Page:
If those of us who protested the infamy and got insulted by Orji’s lickspittles could not dissuade him from that retrogressive act, why should his crocodile tears over Jombo-Ofo impress anybody?

I took particular hint while Senator Ndoma-Egba was making his contribution during the grandstanding in the Senate. He stressed (indeed stretched) the point that “an Igbo woman married by an Igbo man from another Igbo state….” That was another Nigerian hypocritical way of pigeonholing the issue out of proper understanding. It is not an Igbo problem. It is a Nigerian problem rooted in our mindset.

There are many political office contestants who had to carry the burden of their mothers coming from other tribes! In a South-South state, the ethnic origin of the wife of a Governor was made a campaign issue by his opponents.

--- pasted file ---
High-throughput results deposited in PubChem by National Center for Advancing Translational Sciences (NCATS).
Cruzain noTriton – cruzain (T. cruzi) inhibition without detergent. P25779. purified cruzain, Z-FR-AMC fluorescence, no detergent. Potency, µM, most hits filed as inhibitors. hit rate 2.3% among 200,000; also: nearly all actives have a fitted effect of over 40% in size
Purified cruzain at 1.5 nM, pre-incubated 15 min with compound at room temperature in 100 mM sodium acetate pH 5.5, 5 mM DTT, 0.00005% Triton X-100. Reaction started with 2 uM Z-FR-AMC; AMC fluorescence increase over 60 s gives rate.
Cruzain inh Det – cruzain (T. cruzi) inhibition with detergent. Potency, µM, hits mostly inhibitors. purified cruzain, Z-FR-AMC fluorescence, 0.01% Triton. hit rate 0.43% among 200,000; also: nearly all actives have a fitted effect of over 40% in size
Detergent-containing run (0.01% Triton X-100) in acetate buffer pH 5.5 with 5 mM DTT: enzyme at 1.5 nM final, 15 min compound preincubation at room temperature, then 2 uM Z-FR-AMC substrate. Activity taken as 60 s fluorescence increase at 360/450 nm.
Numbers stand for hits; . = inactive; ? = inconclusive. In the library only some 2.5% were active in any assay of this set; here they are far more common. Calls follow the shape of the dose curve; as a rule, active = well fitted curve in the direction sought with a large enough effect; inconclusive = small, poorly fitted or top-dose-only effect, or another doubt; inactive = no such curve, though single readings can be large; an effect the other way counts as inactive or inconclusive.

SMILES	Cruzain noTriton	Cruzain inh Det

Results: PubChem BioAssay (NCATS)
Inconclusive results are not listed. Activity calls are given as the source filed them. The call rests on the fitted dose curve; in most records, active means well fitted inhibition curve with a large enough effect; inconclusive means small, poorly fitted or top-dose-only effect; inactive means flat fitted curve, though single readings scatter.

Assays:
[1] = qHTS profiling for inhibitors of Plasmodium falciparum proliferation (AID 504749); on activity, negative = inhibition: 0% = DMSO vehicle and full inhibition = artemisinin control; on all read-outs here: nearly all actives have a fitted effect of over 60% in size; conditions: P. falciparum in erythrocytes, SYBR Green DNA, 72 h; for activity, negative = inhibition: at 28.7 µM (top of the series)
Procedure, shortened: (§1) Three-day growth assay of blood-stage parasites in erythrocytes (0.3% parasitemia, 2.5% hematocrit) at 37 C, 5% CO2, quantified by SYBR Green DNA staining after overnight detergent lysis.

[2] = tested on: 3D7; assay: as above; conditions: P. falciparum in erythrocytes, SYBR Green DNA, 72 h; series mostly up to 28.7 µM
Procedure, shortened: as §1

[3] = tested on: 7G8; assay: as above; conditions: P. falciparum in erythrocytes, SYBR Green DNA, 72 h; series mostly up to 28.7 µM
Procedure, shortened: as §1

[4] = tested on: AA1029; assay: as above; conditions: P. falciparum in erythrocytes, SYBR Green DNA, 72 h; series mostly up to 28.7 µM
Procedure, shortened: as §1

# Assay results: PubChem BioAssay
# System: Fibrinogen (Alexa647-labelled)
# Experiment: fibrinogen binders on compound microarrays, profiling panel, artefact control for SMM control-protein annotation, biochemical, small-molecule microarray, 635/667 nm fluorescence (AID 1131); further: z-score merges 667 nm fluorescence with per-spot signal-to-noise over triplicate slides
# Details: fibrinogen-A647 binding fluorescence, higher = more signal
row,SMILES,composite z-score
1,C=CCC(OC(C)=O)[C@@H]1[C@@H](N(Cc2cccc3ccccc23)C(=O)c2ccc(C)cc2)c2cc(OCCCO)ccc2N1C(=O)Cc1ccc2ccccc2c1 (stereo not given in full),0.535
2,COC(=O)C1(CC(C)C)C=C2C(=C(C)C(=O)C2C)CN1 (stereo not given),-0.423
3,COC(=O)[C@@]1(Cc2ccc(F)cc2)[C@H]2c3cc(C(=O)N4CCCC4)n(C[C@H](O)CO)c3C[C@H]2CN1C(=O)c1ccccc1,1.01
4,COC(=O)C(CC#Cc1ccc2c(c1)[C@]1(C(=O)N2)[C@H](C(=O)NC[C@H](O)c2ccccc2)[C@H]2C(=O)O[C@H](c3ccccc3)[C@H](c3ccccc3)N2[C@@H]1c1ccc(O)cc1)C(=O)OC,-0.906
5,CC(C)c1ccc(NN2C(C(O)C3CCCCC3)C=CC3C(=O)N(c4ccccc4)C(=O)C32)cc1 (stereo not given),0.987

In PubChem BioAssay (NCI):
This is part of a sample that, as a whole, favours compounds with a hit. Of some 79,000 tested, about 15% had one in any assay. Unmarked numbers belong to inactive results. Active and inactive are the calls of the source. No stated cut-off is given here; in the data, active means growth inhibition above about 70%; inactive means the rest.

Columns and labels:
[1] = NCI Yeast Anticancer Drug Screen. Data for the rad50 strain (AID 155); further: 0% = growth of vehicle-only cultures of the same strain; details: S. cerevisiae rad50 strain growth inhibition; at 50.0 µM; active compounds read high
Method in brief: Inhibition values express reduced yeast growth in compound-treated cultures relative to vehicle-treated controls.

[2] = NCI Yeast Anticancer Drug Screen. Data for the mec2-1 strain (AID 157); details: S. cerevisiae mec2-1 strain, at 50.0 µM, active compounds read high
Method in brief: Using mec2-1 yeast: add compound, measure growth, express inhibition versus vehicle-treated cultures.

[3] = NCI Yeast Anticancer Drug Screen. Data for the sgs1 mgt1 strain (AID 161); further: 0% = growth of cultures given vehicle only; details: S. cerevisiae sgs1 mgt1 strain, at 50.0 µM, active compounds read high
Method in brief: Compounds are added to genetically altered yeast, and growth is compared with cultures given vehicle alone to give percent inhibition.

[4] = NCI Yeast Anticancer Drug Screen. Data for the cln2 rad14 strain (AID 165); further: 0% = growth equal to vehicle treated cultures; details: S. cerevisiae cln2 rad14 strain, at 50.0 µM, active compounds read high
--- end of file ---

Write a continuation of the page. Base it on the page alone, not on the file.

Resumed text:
Even in the very cosmopolitan Lagos, a governorship candidate was derided because his running mate was of another ethnic group! What of the parts of Nigeria where women are discriminated and oppressed just for being women?

These seemingly innocuous little drops of water ultimately became the flood that flowed uphill to the Supreme Court on Monday 5 November 2012.

I have read legal luminaries quote section 42 of our constitution. Others have cited the verdict in the Augustine Mojekwu v Caroline Mojekwu (1997) 7 NWLR (PT 512) 283. All these are fine. We may even call for further amendment of the constitution now that the National Assembly is reviewing the constitution.

But this cancer is not in the laws but in our minds. For sure, there are states where the Jombo-Ofo oddity would not play out.

But the place to fix this problem is in the mind, especially in the mind of men. As I have often argued, gender is not about women alone, it is more about men. It is about men understanding that gender is not just about women fighting for equality; it is a fight for equity!